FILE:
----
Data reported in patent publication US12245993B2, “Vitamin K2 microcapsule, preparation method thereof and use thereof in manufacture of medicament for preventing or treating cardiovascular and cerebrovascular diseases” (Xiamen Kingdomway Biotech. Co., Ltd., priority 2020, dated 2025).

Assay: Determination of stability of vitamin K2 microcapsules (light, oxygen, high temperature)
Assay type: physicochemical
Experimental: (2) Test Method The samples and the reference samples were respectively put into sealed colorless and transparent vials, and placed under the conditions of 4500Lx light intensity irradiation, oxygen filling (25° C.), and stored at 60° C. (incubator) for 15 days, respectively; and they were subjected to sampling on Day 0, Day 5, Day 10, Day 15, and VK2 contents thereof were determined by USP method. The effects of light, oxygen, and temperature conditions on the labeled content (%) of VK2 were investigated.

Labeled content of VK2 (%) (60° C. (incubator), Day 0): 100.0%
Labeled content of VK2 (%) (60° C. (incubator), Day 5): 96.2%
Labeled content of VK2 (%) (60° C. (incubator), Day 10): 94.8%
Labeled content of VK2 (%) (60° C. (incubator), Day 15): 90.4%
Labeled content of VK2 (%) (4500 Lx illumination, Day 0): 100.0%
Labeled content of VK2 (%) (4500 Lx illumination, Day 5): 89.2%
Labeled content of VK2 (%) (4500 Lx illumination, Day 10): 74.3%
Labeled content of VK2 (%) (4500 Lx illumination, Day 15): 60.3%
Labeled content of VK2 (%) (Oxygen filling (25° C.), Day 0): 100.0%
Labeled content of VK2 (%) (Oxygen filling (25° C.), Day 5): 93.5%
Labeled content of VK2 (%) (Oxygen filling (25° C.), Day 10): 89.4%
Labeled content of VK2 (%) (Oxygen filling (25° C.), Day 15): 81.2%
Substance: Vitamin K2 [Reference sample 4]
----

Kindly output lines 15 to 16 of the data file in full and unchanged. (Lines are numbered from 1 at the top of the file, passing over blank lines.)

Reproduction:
Labeled content of VK2 (%) (Oxygen filling (25° C.), Day 10): 89.4%
Labeled content of VK2 (%) (Oxygen filling (25° C.), Day 15): 81.2%